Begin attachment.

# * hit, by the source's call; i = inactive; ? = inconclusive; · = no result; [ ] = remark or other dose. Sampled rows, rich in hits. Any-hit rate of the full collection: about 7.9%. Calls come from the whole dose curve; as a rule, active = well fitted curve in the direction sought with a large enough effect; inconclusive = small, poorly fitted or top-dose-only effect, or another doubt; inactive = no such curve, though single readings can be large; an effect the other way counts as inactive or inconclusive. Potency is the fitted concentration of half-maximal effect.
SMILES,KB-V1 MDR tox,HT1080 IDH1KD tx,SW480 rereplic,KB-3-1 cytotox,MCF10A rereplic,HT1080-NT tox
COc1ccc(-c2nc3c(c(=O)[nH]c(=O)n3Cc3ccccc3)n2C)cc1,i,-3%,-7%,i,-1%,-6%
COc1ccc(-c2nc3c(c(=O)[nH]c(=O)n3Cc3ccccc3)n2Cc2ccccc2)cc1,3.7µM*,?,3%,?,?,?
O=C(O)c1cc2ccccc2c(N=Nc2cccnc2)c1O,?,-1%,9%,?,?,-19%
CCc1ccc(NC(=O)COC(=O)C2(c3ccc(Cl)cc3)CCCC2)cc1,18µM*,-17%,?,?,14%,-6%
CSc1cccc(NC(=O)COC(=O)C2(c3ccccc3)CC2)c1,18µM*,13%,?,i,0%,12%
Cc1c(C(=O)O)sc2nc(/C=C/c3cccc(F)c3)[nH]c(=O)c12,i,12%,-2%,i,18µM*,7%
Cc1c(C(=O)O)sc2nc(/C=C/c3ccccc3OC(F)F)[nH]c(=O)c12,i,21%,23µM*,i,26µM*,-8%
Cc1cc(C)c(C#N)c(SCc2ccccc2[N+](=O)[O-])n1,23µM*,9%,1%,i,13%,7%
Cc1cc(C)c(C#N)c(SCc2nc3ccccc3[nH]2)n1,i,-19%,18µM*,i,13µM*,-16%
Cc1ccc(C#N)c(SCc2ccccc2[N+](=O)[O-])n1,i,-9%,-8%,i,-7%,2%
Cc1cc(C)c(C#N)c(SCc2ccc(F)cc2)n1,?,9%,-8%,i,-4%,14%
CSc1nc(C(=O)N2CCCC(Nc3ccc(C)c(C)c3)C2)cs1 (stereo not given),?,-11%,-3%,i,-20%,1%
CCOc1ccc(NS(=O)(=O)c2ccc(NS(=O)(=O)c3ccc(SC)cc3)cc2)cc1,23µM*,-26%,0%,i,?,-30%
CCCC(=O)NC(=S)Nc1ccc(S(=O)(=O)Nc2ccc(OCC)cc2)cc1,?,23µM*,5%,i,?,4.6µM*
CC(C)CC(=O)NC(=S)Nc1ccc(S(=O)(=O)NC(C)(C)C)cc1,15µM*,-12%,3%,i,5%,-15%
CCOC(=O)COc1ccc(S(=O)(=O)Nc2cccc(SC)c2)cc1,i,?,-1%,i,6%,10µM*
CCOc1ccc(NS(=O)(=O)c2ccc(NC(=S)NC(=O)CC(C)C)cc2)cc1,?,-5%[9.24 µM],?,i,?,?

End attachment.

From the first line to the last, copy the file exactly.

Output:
# * hit, by the source's call; i = inactive; ? = inconclusive; · = no result; [ ] = remark or other dose. Sampled rows, rich in hits. Any-hit rate of the full collection: about 7.9%. Calls come from the whole dose curve; as a rule, active = well fitted curve in the direction sought with a large enough effect; inconclusive = small, poorly fitted or top-dose-only effect, or another doubt; inactive = no such curve, though single readings can be large; an effect the other way counts as inactive or inconclusive. Potency is the fitted concentration of half-maximal effect.
SMILES,KB-V1 MDR tox,HT1080 IDH1KD tx,SW480 rereplic,KB-3-1 cytotox,MCF10A rereplic,HT1080-NT tox
COc1ccc(-c2nc3c(c(=O)[nH]c(=O)n3Cc3ccccc3)n2C)cc1,i,-3%,-7%,i,-1%,-6%
COc1ccc(-c2nc3c(c(=O)[nH]c(=O)n3Cc3ccccc3)n2Cc2ccccc2)cc1,3.7µM*,?,3%,?,?,?
O=C(O)c1cc2ccccc2c(N=Nc2cccnc2)c1O,?,-1%,9%,?,?,-19%
CCc1ccc(NC(=O)COC(=O)C2(c3ccc(Cl)cc3)CCCC2)cc1,18µM*,-17%,?,?,14%,-6%
CSc1cccc(NC(=O)COC(=O)C2(c3ccccc3)CC2)c1,18µM*,13%,?,i,0%,12%
Cc1c(C(=O)O)sc2nc(/C=C/c3cccc(F)c3)[nH]c(=O)c12,i,12%,-2%,i,18µM*,7%
Cc1c(C(=O)O)sc2nc(/C=C/c3ccccc3OC(F)F)[nH]c(=O)c12,i,21%,23µM*,i,26µM*,-8%
Cc1cc(C)c(C#N)c(SCc2ccccc2[N+](=O)[O-])n1,23µM*,9%,1%,i,13%,7%
Cc1cc(C)c(C#N)c(SCc2nc3ccccc3[nH]2)n1,i,-19%,18µM*,i,13µM*,-16%
Cc1ccc(C#N)c(SCc2ccccc2[N+](=O)[O-])n1,i,-9%,-8%,i,-7%,2%
Cc1cc(C)c(C#N)c(SCc2ccc(F)cc2)n1,?,9%,-8%,i,-4%,14%
CSc1nc(C(=O)N2CCCC(Nc3ccc(C)c(C)c3)C2)cs1 (stereo not given),?,-11%,-3%,i,-20%,1%
CCOc1ccc(NS(=O)(=O)c2ccc(NS(=O)(=O)c3ccc(SC)cc3)cc2)cc1,23µM*,-26%,0%,i,?,-30%
CCCC(=O)NC(=S)Nc1ccc(S(=O)(=O)Nc2ccc(OCC)cc2)cc1,?,23µM*,5%,i,?,4.6µM*
CC(C)CC(=O)NC(=S)Nc1ccc(S(=O)(=O)NC(C)(C)C)cc1,15µM*,-12%,3%,i,5%,-15%
CCOC(=O)COc1ccc(S(=O)(=O)Nc2cccc(SC)c2)cc1,i,?,-1%,i,6%,10µM*
CCOc1ccc(NS(=O)(=O)c2ccc(NC(=S)NC(=O)CC(C)C)cc2)cc1,?,-5%[9.24 µM],?,i,?,?